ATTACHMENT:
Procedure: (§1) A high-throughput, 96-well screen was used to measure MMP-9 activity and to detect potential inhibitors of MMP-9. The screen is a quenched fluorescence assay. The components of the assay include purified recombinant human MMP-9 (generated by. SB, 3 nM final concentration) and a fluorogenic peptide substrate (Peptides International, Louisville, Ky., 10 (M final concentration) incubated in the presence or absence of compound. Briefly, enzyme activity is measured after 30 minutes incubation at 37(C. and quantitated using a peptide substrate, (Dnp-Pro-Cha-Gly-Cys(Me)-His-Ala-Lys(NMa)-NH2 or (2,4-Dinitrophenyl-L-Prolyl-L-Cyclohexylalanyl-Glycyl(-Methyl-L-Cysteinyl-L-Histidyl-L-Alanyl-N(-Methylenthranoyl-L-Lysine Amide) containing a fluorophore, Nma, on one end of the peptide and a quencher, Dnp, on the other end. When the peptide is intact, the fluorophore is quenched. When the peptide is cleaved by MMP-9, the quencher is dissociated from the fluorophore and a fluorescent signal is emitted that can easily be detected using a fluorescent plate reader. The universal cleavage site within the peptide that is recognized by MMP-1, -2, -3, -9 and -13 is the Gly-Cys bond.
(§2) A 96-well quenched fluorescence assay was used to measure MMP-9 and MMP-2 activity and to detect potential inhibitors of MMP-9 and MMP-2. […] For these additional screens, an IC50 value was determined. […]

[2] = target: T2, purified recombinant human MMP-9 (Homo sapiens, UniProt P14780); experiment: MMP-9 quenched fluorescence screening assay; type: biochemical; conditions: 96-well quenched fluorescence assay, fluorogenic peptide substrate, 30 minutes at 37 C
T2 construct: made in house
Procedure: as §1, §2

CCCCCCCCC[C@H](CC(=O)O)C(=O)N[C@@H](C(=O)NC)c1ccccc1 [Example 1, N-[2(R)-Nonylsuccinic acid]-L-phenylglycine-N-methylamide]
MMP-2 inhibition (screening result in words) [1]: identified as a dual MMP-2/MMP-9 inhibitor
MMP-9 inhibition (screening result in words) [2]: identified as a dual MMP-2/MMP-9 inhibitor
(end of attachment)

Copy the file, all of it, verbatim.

Procedure: (§1) A high-throughput, 96-well screen was used to measure MMP-9 activity and to detect potential inhibitors of MMP-9. The screen is a quenched fluorescence assay. The components of the assay include purified recombinant human MMP-9 (generated by. SB, 3 nM final concentration) and a fluorogenic peptide substrate (Peptides International, Louisville, Ky., 10 (M final concentration) incubated in the presence or absence of compound. Briefly, enzyme activity is measured after 30 minutes incubation at 37(C. and quantitated using a peptide substrate, (Dnp-Pro-Cha-Gly-Cys(Me)-His-Ala-Lys(NMa)-NH2 or (2,4-Dinitrophenyl-L-Prolyl-L-Cyclohexylalanyl-Glycyl(-Methyl-L-Cysteinyl-L-Histidyl-L-Alanyl-N(-Methylenthranoyl-L-Lysine Amide) containing a fluorophore, Nma, on one end of the peptide and a quencher, Dnp, on the other end. When the peptide is intact, the fluorophore is quenched. When the peptide is cleaved by MMP-9, the quencher is dissociated from the fluorophore and a fluorescent signal is emitted that can easily be detected using a fluorescent plate reader. The universal cleavage site within the peptide that is recognized by MMP-1, -2, -3, -9 and -13 is the Gly-Cys bond.
(§2) A 96-well quenched fluorescence assay was used to measure MMP-9 and MMP-2 activity and to detect potential inhibitors of MMP-9 and MMP-2. […] For these additional screens, an IC50 value was determined. […]

[2] = target: T2, purified recombinant human MMP-9 (Homo sapiens, UniProt P14780); experiment: MMP-9 quenched fluorescence screening assay; type: biochemical; conditions: 96-well quenched fluorescence assay, fluorogenic peptide substrate, 30 minutes at 37 C
T2 construct: made in house
Procedure: as §1, §2

CCCCCCCCC[C@H](CC(=O)O)C(=O)N[C@@H](C(=O)NC)c1ccccc1 [Example 1, N-[2(R)-Nonylsuccinic acid]-L-phenylglycine-N-methylamide]
MMP-2 inhibition (screening result in words) [1]: identified as a dual MMP-2/MMP-9 inhibitor
MMP-9 inhibition (screening result in words) [2]: identified as a dual MMP-2/MMP-9 inhibitor